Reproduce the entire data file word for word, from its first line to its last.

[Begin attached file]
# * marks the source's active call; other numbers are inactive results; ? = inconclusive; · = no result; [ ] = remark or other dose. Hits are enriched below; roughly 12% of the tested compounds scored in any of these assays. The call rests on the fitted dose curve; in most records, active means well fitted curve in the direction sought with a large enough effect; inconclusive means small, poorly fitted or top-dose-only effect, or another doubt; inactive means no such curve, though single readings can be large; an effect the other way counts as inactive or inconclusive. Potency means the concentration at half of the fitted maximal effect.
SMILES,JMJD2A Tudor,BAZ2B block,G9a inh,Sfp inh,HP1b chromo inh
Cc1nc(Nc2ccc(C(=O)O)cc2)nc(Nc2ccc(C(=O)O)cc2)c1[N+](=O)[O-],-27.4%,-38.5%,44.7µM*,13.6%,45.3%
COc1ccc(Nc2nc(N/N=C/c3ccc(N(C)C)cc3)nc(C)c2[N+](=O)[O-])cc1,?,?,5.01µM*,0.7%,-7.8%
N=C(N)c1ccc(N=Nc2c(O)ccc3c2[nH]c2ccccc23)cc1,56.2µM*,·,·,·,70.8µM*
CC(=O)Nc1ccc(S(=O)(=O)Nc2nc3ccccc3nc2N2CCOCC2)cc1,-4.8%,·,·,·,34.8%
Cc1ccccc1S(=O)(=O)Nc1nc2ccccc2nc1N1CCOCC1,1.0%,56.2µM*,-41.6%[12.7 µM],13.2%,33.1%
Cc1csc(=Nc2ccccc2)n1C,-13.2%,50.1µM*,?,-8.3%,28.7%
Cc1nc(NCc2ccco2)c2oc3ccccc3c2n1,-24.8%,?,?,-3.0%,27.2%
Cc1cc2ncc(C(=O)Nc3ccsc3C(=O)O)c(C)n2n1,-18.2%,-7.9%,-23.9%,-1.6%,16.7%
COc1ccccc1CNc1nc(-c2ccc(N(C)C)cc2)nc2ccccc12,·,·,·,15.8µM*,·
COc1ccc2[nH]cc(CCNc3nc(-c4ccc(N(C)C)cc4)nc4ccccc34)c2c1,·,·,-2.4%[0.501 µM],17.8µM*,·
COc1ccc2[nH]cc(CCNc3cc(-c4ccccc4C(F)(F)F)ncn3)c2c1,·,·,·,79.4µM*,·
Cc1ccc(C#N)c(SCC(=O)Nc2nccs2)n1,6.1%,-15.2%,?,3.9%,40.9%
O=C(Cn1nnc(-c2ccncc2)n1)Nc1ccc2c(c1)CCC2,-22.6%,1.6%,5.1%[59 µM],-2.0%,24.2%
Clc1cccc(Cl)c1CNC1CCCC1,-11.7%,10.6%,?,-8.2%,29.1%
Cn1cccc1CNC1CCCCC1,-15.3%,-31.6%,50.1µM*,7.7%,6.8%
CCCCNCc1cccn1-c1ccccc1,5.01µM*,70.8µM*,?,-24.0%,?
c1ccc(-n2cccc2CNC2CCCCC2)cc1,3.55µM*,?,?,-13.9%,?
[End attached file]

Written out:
# * marks the source's active call; other numbers are inactive results; ? = inconclusive; · = no result; [ ] = remark or other dose. Hits are enriched below; roughly 12% of the tested compounds scored in any of these assays. The call rests on the fitted dose curve; in most records, active means well fitted curve in the direction sought with a large enough effect; inconclusive means small, poorly fitted or top-dose-only effect, or another doubt; inactive means no such curve, though single readings can be large; an effect the other way counts as inactive or inconclusive. Potency means the concentration at half of the fitted maximal effect.
SMILES,JMJD2A Tudor,BAZ2B block,G9a inh,Sfp inh,HP1b chromo inh
Cc1nc(Nc2ccc(C(=O)O)cc2)nc(Nc2ccc(C(=O)O)cc2)c1[N+](=O)[O-],-27.4%,-38.5%,44.7µM*,13.6%,45.3%
COc1ccc(Nc2nc(N/N=C/c3ccc(N(C)C)cc3)nc(C)c2[N+](=O)[O-])cc1,?,?,5.01µM*,0.7%,-7.8%
N=C(N)c1ccc(N=Nc2c(O)ccc3c2[nH]c2ccccc23)cc1,56.2µM*,·,·,·,70.8µM*
CC(=O)Nc1ccc(S(=O)(=O)Nc2nc3ccccc3nc2N2CCOCC2)cc1,-4.8%,·,·,·,34.8%
Cc1ccccc1S(=O)(=O)Nc1nc2ccccc2nc1N1CCOCC1,1.0%,56.2µM*,-41.6%[12.7 µM],13.2%,33.1%
Cc1csc(=Nc2ccccc2)n1C,-13.2%,50.1µM*,?,-8.3%,28.7%
Cc1nc(NCc2ccco2)c2oc3ccccc3c2n1,-24.8%,?,?,-3.0%,27.2%
Cc1cc2ncc(C(=O)Nc3ccsc3C(=O)O)c(C)n2n1,-18.2%,-7.9%,-23.9%,-1.6%,16.7%
COc1ccccc1CNc1nc(-c2ccc(N(C)C)cc2)nc2ccccc12,·,·,·,15.8µM*,·
COc1ccc2[nH]cc(CCNc3nc(-c4ccc(N(C)C)cc4)nc4ccccc34)c2c1,·,·,-2.4%[0.501 µM],17.8µM*,·
COc1ccc2[nH]cc(CCNc3cc(-c4ccccc4C(F)(F)F)ncn3)c2c1,·,·,·,79.4µM*,·
Cc1ccc(C#N)c(SCC(=O)Nc2nccs2)n1,6.1%,-15.2%,?,3.9%,40.9%
O=C(Cn1nnc(-c2ccncc2)n1)Nc1ccc2c(c1)CCC2,-22.6%,1.6%,5.1%[59 µM],-2.0%,24.2%
Clc1cccc(Cl)c1CNC1CCCC1,-11.7%,10.6%,?,-8.2%,29.1%
Cn1cccc1CNC1CCCCC1,-15.3%,-31.6%,50.1µM*,7.7%,6.8%
CCCCNCc1cccn1-c1ccccc1,5.01µM*,70.8µM*,?,-24.0%,?
c1ccc(-n2cccc2CNC2CCCCC2)cc1,3.55µM*,?,?,-13.9%,?